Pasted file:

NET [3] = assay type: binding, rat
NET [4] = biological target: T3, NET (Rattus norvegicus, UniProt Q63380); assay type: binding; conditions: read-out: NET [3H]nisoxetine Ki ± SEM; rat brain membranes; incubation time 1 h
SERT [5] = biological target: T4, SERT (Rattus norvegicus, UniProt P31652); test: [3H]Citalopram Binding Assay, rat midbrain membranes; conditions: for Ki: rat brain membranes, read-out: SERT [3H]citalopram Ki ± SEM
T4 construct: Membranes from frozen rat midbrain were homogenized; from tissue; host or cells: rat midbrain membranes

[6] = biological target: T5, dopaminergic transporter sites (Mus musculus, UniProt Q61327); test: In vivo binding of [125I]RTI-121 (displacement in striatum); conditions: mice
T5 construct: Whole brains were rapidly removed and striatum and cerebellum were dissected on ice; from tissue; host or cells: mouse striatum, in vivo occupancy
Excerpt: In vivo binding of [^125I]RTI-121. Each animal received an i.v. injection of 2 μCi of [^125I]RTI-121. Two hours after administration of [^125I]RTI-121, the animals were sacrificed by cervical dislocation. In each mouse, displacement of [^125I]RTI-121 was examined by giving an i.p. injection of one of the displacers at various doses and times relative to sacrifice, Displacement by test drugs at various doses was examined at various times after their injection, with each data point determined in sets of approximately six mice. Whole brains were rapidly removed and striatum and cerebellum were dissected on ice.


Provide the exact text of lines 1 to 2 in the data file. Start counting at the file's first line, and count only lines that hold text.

NET [3] = assay type: binding, rat
NET [4] = biological target: T3, NET (Rattus norvegicus, UniProt Q63380); assay type: binding; conditions: read-out: NET [3H]nisoxetine Ki ± SEM; rat brain membranes; incubation time 1 h